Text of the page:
I decided that I would replace the foam rubber base in the drivers front seat, as the side squab thingy had got a bit worn down and didn't look quite right. I was very lucky to find a complete seat base, new old stock, for sale so I bought it fairly cheaply. It was out of a Vogue Anniversary or something like that, I think. Anyway, it had green leather whereas mine is Light Stone [or Lightstone], but as I was keeping my original leather I wasn't bothered about the new seat cover. My leather is in good nick so I didn't want to make it obvious that I had replaced the foam base.
It turned out to be an interesting job, and not very difficult. There are a few things that needed a bit of thought about. For instance, reading RAVE says go under the seat and unplug the electrical connectors. As I found out there is quite a difference between different seat bases. On the Vogue seat base, when I ordered it, I could see that it had the same set-up of motors as mine, with a mounting plate with the cable connectors clipped to it, but when I looked under my existing seat it turned out that mine has an outstation bolted to the base.
So the new seat base has only cable connectors and two yellow relays for the motors but mine has a full outstation box with many more connections, including the seat back controls. Therefore, I couldn't just remove my leather seat cover and put it onto the new seat base, I had to remove both foam rubber seat bases and then remove the leather from both and swap them around. The most difficult bit is getting all the hog rings out, but when I read up about replacing them a lot of people on different sites have used tie-wraps in place of metal hog rings. As I don't have either hog rings or hog ring pliers, which would have meant waiting for them to be delivered if I ordered them off the internet, I decided to use tie-wraps.
Being in the electrical trade for many years I have a large collection of various sized tie-wraps so I used fairly wide, heavy duty ones and I reckon that they are stronger than the original hog rings but are just as unobtrusive. When you now look at the seat you wouldn't know the difference and the seat is now much firmer than it was.
Another thing I learned was that, as there are a couple of electrical plugs that need to be connected that go into the vehicle wiring system, when you put the seat back in position there is no way you can get you hand in under the seat. For some reason LR decided to mount the outstation under the seat and face the plug connections facing backwards and with the plug clips, which you need to press down to release the plugs, facing upwards right under the seat. So to unplug them you need to unscrew the outstation so that you can turn it upside-down to unplug, but when you refit the seat you put it roughly in position and then put two wooden blocks, or any other support, and lift the back of the seat right up. Then you can get your hand under the seat to reconnect the plugs that are coming from the wiring loom in the car.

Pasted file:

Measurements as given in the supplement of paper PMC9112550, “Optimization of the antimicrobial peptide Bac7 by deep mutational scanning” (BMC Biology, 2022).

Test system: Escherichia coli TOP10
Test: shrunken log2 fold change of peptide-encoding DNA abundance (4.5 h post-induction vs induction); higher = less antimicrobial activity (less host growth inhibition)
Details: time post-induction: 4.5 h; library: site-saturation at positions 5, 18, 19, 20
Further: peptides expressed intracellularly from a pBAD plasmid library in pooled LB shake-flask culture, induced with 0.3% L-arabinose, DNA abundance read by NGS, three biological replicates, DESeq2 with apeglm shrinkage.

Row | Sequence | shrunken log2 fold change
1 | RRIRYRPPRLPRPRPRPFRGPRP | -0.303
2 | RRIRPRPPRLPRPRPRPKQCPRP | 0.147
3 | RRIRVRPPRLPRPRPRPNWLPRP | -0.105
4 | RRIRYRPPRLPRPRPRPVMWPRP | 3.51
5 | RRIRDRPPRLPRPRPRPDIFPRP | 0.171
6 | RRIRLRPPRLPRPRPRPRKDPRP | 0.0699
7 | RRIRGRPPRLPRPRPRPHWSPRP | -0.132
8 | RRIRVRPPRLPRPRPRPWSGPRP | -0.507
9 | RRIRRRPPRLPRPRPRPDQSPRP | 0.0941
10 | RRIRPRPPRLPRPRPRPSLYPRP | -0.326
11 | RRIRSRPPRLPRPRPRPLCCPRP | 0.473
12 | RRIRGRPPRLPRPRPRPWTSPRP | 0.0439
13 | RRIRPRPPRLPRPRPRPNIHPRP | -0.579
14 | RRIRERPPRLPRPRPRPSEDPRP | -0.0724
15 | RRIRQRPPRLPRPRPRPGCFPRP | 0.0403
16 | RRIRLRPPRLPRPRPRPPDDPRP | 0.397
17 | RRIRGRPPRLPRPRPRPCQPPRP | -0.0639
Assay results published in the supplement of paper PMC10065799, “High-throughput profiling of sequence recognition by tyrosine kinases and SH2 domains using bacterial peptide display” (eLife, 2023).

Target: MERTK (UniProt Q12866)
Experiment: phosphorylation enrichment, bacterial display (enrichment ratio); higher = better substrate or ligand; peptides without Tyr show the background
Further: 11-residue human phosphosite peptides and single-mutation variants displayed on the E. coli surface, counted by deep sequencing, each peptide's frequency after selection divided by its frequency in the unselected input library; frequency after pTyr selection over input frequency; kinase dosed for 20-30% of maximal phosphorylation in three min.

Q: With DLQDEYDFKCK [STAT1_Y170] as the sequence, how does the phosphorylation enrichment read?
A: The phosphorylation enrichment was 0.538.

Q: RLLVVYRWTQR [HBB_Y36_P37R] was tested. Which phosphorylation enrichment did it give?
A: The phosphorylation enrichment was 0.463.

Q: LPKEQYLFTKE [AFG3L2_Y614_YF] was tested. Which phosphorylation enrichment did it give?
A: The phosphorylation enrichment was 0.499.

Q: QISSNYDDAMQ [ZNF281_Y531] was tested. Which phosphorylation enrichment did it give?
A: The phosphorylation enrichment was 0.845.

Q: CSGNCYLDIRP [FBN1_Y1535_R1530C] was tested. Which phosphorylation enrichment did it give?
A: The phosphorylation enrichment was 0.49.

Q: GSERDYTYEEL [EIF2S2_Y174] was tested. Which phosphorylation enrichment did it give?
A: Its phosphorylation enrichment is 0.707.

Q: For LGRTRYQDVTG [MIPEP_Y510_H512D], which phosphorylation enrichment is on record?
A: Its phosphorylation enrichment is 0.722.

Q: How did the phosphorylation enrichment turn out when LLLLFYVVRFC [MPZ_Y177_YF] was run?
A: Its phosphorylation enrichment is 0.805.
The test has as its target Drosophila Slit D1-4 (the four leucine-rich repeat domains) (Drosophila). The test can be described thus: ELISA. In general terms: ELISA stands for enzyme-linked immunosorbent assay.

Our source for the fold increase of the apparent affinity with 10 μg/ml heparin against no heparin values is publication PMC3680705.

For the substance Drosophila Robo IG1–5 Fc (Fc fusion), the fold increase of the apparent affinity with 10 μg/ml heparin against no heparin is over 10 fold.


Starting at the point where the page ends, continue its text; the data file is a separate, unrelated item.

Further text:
As there are three axles running across the seat base, from side to side, there is no room to work under the seat. On the Vogue seat base it is completely different as there is no outstation and therefore quite a bit of room to get your hand underneath.
The only other pain in the ass are the fir tree fasteners that hold the ABS plastic surrounds, valances, in position. I found that they are very difficult to remove and can't really be used again to refit the valances. As they are NLA [no longer available] one just has to look for alternatives. I used the plastic rivet things from a Landrover Defender roof lining which have a body that pushes into the hole and a cap that then pushes into the body, effectively causing the end of the body to spread and grip. But I do suspect that the fir tree fasteners are likely to be available somewhere for newer cars made by somebody else.
The end result is that you can't tell that the seat has been apart, everything works as it did before, but the base is now firmer with more shape than it was. There are a few posts elsewhere that suggest using the seat base from the passenger side seat but I did email a few breakers and the passenger seats that they all had were no better than my existing drivers seat so that wouldn't have been worth it. And, I believe that there are a couple of retrim companies willing to make on but for nowhere near what I bought my new, old stock seat base for. I paid £100 including delivery, whereas, if you could get one but they are NLA, a new one would cost around nearly £300 if I remember correctly. I'm not quite sure whether the motors are inter-changeable though as they appear to be wired a bit differently. I wonder whether this is to do with memory option that I have on my seats.